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Video Game Designer Jobs - 3 Techniques to Stand Out and Get Hi

  • Is there a secret to getting a video game designer job? Is it attending the right game design schools? Hobnobbing at game industry networking events? Camping outside the offices of your favorite video game company? Getting incriminating blackmail photos of the Creative Director from the holiday Christmas Party?


    Well, any of those methods might work but if you want a more reliable path to getting a game design job, first ask yourself a tough question - do you really want a job in game design? Are you willing to work - on your own time - to make your game designer dreams come true? Will you put in the blood, sweat and tears to stand out from the crowd and make an impression with a game industry manager?


    If you can honestly answer "yes", then continue reading.


    Because, speaking from the other side of the hiring desk, I'll tell you exactly what gets my attention. And isn't how well formatted your resume is or how sparkling the prose of your cover letter. A professional resume and good letter are just assumed if you want to play this game Oploverz. The real way you get a video game designer job is by showing me you are actually good at designing games.


    Write a video game design document


    Take a game you love (and preferably one I know) and write up a game design doc for it. Pretend you're proposing something for an update or downloadable content. Document either a level or scenario.


    Don't write the game designer equivalent of War and Peace - you are not getting paid by the pound. The thicker your design document, the less useful it's actually going to be. I'm looking for concise - but accurate - documentation of what you're envisioning as the game designer. You'll want to include a short summary sentence and then an outline of what you're proposing. You want to talk about things like important game mechanics, key locations and starting points, enemies and monsters, points of interest and enemy placement. You might want to include some information about characters, dialogue style and background. Do this in something I can digest - say, two to four pages, and to a professional level of quality and I'll be highly motivated to put you on my team.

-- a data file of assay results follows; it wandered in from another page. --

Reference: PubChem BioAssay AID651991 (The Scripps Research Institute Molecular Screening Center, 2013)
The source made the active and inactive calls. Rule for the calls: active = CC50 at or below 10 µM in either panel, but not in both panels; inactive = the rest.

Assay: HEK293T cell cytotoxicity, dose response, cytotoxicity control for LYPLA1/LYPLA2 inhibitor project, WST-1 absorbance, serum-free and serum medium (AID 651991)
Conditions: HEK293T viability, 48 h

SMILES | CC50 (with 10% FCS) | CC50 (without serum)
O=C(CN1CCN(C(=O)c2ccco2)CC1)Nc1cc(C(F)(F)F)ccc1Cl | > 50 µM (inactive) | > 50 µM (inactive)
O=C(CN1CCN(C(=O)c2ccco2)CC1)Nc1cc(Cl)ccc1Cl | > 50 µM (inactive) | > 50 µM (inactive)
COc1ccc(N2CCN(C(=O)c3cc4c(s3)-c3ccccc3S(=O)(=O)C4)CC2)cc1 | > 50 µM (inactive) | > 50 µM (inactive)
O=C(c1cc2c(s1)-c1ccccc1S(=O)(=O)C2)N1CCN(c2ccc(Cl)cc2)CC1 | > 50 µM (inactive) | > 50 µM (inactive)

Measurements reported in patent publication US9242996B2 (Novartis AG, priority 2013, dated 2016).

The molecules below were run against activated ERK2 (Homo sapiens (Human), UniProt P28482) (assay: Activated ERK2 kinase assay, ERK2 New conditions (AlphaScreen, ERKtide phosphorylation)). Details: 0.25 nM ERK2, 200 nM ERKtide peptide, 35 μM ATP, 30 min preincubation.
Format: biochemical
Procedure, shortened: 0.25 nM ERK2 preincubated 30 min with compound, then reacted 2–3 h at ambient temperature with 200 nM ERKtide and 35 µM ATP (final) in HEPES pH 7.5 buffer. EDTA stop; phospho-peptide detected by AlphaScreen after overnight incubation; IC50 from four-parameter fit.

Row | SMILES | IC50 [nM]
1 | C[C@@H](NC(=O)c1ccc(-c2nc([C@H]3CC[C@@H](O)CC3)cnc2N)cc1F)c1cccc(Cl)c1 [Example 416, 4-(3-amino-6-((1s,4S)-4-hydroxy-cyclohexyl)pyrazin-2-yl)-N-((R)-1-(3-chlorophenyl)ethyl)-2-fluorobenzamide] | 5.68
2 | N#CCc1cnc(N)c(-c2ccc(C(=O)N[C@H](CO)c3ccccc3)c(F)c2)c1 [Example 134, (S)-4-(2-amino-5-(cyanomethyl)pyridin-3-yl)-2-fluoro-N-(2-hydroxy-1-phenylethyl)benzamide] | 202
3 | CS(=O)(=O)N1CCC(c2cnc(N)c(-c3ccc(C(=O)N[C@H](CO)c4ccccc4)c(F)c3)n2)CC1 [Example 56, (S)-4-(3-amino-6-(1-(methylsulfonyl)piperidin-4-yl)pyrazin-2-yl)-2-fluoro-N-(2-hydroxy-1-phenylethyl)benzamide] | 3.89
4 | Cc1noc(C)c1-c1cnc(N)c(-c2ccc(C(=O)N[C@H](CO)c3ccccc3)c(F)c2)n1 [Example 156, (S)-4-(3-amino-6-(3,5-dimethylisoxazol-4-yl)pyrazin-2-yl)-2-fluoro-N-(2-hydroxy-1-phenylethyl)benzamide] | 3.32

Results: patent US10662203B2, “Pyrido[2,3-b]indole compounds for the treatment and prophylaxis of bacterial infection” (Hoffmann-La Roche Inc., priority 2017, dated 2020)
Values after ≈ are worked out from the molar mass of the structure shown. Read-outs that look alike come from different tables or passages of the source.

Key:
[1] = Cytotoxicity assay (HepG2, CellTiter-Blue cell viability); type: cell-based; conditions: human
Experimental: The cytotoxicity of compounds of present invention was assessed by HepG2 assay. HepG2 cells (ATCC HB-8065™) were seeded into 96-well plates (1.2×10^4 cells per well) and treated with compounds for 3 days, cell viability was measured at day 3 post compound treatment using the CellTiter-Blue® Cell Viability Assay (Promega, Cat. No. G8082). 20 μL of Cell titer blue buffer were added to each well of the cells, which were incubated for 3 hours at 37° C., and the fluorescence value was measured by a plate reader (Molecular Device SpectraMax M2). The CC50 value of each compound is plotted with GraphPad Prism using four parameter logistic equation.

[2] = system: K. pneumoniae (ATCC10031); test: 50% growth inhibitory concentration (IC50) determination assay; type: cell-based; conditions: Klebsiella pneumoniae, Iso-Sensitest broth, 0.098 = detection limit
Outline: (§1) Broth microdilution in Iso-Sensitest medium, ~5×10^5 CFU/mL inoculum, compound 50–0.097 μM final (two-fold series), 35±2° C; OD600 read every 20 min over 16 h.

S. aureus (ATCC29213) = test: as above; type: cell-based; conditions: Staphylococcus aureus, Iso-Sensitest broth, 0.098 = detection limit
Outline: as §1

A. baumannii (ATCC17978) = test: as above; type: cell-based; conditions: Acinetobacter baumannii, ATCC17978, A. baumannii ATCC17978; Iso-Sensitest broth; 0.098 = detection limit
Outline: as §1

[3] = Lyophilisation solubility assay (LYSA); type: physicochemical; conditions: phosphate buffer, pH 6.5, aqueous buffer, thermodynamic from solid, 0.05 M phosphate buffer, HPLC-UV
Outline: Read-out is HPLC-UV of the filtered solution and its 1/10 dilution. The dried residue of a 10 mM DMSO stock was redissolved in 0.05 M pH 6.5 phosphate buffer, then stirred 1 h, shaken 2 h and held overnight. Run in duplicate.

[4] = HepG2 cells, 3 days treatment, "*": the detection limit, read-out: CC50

If you get a job as a video game designer, you're going to spend a lot of time writing. If you can't write a good design document - you'll have your work cut out for you in the game industry. You don't need to be Shakespeare but you need to be able to communicate an idea clearly and relatively free of eye-melting grammar and spelling mistakes. If the idea of writing lots of game design docs fills you with dread, take a hard look at your future career as a game designer.


    Design a game level or mod


    Take an established game engine like Epic's Unreal and build a level I can actually play. Demonstrate you have an understanding of guiding a player through an interesting play space, taking them from a beginning to end. Don't design a giant maze - I'm not a lab rat. Don't create a vast open plain - I've already visited Kansas. I'm interested to see you understand how the player interacts with the environment and the game systems. And if you're a smart game designer, you'll built in an engine my company uses in game development (for a company like BioWare, portfolios require a submission using the Aurora toolset).


    You might even take that level and mod it. Impress me with your ingenuity in re-inventing an existing game. Depending on what you do, you'll me a lot about the kind of video game designer you are. Do you care more about atmosphere and aesthetics? Innovative gameplay? There's no right or wrong answer here - I just want to see your work.


    Make your own video game


    The best calling card for a video game designer job is to actually make a game. Watch how fast I run to HR if that's what's in your portfolio. And it's probably not as difficult as you think. Investing now in technical skills makes you vastly more marketable as a game designer (even if you're not the ultimate technical expert). Adobe's Flash puts powerful tools to create video games in the hands of almost anyone. A more technically inclined prospective game designer might try their hand with the Unity engine or learn programming languages like Python, Perl or even C++. Heck, there's even game building engines like Gamemaker that are practically point-and-click.


    Your game doesn't have to be an epic like GTA or Mass Effect - I'm just looking for a game that shows you understand how to create a game mechanic and engage a player. I'm not looking for super technical skills or amazing artwork - I'm looking for promise. Something that shows me you think like a video game designer.


    Because coming up with the game idea is just the first step in a long journey for a game designer. If you take the initiative like this, you'll convince me you're serious about your career as a game designer.